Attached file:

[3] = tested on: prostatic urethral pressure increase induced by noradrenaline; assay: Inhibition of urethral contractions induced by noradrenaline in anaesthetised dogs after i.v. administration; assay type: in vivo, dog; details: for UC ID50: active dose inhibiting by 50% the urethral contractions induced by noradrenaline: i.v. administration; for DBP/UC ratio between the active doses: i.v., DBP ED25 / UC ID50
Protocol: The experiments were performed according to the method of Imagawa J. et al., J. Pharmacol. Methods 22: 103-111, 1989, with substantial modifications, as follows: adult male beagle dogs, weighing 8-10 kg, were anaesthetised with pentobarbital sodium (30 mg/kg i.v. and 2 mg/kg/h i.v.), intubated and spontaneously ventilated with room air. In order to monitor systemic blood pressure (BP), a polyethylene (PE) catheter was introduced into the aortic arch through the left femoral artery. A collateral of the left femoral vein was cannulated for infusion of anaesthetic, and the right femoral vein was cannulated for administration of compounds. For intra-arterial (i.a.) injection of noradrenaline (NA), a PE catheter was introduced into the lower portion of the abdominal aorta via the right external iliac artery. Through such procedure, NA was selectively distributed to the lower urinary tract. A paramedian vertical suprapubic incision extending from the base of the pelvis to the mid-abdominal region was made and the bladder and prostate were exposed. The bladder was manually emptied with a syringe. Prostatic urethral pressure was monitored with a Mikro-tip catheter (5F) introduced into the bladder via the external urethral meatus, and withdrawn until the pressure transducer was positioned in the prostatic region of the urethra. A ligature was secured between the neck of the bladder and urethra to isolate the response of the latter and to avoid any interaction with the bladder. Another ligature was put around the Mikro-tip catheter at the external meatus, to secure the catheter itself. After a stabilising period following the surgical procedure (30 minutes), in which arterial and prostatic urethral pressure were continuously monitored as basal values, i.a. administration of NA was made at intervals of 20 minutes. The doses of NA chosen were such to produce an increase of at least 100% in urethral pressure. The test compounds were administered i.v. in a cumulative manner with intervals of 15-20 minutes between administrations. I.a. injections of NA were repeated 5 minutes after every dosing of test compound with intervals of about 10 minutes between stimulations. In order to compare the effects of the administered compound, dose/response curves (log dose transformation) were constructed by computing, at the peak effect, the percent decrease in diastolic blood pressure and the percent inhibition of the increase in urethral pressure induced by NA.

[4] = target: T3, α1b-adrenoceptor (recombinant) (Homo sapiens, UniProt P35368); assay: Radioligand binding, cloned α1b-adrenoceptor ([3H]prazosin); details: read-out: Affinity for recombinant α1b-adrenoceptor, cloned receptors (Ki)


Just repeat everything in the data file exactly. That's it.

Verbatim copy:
[3] = tested on: prostatic urethral pressure increase induced by noradrenaline; assay: Inhibition of urethral contractions induced by noradrenaline in anaesthetised dogs after i.v. administration; assay type: in vivo, dog; details: for UC ID50: active dose inhibiting by 50% the urethral contractions induced by noradrenaline: i.v. administration; for DBP/UC ratio between the active doses: i.v., DBP ED25 / UC ID50
Protocol: The experiments were performed according to the method of Imagawa J. et al., J. Pharmacol. Methods 22: 103-111, 1989, with substantial modifications, as follows: adult male beagle dogs, weighing 8-10 kg, were anaesthetised with pentobarbital sodium (30 mg/kg i.v. and 2 mg/kg/h i.v.), intubated and spontaneously ventilated with room air. In order to monitor systemic blood pressure (BP), a polyethylene (PE) catheter was introduced into the aortic arch through the left femoral artery. A collateral of the left femoral vein was cannulated for infusion of anaesthetic, and the right femoral vein was cannulated for administration of compounds. For intra-arterial (i.a.) injection of noradrenaline (NA), a PE catheter was introduced into the lower portion of the abdominal aorta via the right external iliac artery. Through such procedure, NA was selectively distributed to the lower urinary tract. A paramedian vertical suprapubic incision extending from the base of the pelvis to the mid-abdominal region was made and the bladder and prostate were exposed. The bladder was manually emptied with a syringe. Prostatic urethral pressure was monitored with a Mikro-tip catheter (5F) introduced into the bladder via the external urethral meatus, and withdrawn until the pressure transducer was positioned in the prostatic region of the urethra. A ligature was secured between the neck of the bladder and urethra to isolate the response of the latter and to avoid any interaction with the bladder. Another ligature was put around the Mikro-tip catheter at the external meatus, to secure the catheter itself. After a stabilising period following the surgical procedure (30 minutes), in which arterial and prostatic urethral pressure were continuously monitored as basal values, i.a. administration of NA was made at intervals of 20 minutes. The doses of NA chosen were such to produce an increase of at least 100% in urethral pressure. The test compounds were administered i.v. in a cumulative manner with intervals of 15-20 minutes between administrations. I.a. injections of NA were repeated 5 minutes after every dosing of test compound with intervals of about 10 minutes between stimulations. In order to compare the effects of the administered compound, dose/response curves (log dose transformation) were constructed by computing, at the peak effect, the percent decrease in diastolic blood pressure and the percent inhibition of the increase in urethral pressure induced by NA.

[4] = target: T3, α1b-adrenoceptor (recombinant) (Homo sapiens, UniProt P35368); assay: Radioligand binding, cloned α1b-adrenoceptor ([3H]prazosin); details: read-out: Affinity for recombinant α1b-adrenoceptor, cloned receptors (Ki)